Views mixed in 2010 about seasonal home sales slump

Sue and Jim Fain of Ocean City, Md., vacationed in Lee County for the first time this winter season. This month the Ocean City, Md., couple will close on a 27-story-high condo overlooking the rier at St. Tropez downtown.


"It's something reasonable, and something we like on the river," Jim Fain, 63, said about the short sale originally listed at $299,000. The couple plans to live in the apartment six months a year.

Homebuying season is under way around the country. Here in Lee County, spring and summer traditionally means a slight slowdown, local agents said.

Yet price-reduced real estate like the high-rise condo the Fains are buying, combined with low interest rates and tax incentives, could keep sales hopping, agents said.

"In the market right now we are going to find people buying year-round, to take advantage of these historically low prices," said Valarie Tillman, a real estate broker for 11 years with an office on McGregor Boulevard. "I always stay busy in the summer."

In Northern states, homes are easier to market with green grass and flowers, versus brown patches or snow-covered driveways.

In Fort Myers spring means winter vacationers who may have considered buying homes head north.

After months perusing properties, looking for the perfect buy, some vacationers leave without a home. Others, Tillman said, will pull the trigger in the summer.

"I do have a lot of people who come back in the summer and buy," she said.

May is traditionally a big month for buying, said agent Gregg Fous of Market America Realty & Investments Inc. in Fort Myers.

"The buyers make their decision before they go home for the season," said Fous, whose agency sold the Fains their new home.

Many are waiting to see what May brings. There were 1,451 existing single-family homes sold in Lee in May 2009, up double from 2008. The numbers stayed steady through last summer due to foreclosures and the first-time homebuyer tax credit.

Fous expects a decline this summer, but not substantial.

"We are very optimistic about the rest of this year, interest rates are still very low and people are worried interest rates will be going up," Fous said.

Families moving to a single-family home still prefer to move in the summer while school is out, a trend long seen around the country.

Tillman said fewer locales are moving within the county.

"You have to sell your house in order to get in the new one you want, and you have to take a loss, and they don't want to do that," Tillman said.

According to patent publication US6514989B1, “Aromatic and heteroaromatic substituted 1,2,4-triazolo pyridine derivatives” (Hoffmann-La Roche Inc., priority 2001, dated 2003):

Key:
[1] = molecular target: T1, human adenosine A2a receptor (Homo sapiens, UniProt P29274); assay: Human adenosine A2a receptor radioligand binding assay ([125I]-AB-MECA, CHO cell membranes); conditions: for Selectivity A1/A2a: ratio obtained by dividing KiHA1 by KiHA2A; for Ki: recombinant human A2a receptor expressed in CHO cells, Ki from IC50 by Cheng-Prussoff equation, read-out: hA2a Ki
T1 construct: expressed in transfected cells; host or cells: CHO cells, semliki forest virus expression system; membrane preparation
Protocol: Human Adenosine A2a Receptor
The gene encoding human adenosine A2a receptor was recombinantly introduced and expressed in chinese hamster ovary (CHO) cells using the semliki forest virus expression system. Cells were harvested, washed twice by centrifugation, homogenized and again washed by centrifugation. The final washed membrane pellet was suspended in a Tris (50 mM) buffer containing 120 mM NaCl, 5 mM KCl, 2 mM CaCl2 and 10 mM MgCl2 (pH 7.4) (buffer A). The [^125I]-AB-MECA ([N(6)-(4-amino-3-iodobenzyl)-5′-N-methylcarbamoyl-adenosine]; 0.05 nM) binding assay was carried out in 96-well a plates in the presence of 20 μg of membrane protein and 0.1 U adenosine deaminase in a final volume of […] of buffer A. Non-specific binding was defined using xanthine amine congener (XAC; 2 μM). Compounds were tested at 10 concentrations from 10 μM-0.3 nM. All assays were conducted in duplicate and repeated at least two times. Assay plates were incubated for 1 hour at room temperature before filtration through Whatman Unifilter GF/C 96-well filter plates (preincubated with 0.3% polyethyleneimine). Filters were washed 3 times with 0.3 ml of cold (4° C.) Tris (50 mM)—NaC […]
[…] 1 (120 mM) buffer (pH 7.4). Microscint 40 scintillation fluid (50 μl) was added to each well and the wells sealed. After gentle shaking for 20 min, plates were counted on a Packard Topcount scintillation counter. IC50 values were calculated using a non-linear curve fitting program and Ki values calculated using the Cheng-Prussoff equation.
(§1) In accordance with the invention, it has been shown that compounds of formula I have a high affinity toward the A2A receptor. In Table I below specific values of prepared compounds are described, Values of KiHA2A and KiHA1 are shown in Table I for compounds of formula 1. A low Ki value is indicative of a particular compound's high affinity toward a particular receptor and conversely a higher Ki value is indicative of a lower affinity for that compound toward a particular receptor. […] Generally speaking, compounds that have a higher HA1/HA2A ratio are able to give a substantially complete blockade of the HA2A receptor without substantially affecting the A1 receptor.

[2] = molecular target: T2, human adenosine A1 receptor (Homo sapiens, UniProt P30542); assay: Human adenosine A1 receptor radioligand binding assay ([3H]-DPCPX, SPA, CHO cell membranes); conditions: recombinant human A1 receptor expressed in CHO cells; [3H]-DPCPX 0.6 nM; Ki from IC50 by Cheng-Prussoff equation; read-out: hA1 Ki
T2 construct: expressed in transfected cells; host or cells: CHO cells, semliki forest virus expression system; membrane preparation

In Bonita Springs, Alan Cods deals exclusively with second-home buyers.

"I don't know what the summer is going to bring. July and August is when the Germans come in, but the Germans aren't doing well right now," Cods said.

He said that as banks clear out their foreclosure inventory, the area could see another wave as banks begin to foreclose on the properties they have been slow to take over.

Until then, he's not optimistic about the summer season for second-home buyers in his area.

"Last year we just shut down for July and August and went to Connecticut," Cods said. "I don't think it is going to be much better this year."

Courtesy of the Fort Myers News Press

Speedy short sales sought

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Selling your house if you owe more than it's worth just got a lot easier if a plan launched by the Obama administration works out.

The new rules could also help reduce the glut of unsold houses that's accumulated since the housing market collapsed in late 2005.

That's what some Southwest Florida real estate professionals were saying Monday as they sorted through the details of the new regulations.

Reforms could speed up a lot of transactions in Lee County, one of the nation's hardest hit economies in the aftermath of the housing market collapse that happened at the end of 2005. About 20 percent of home sales in the county have been short - 214 out of 1,113 in February, the latest month available.

Successful short sales also prevent foreclosures, since many underwater homeowners go that route if they can't sell. There are about 23,000 foreclosure lawsuits backlogged in the county's court system.

The administration will give $3,000 for moving expenses to homeowners who complete such a sale or agree to turn over the deed of the property to the lender. It's designed for homeowners who are in financial trouble but don't qualify for the administration's $75 billion mortgage modification program.

However, there are plenty of restrictions. To qualify, the home needs to be a borrower's primary residence. Homeowners either have to be behind on their mortgages or on the verge of becoming delinquent.

Owners will still lose their homes, but a short sale or deed in lieu of foreclosure doesn't hurt a borrower's credit score for as much time as a foreclosure.

For lenders, a home usually fetches more money in a short sale than a foreclosure. And the bank avoids expensive legal bills, cleanup fees and maintenance costs that follow a foreclosure.

Will the new plan actually result in faster, less frustrating short sales?

There's a lot there to make it easier for all concerned, said Kevin Jursinski, a Fort Myers-based attorney who handles short sales as well as foreclosures - the less friendly alternative to a short sale. Article courtesy of Fort Myers News Press.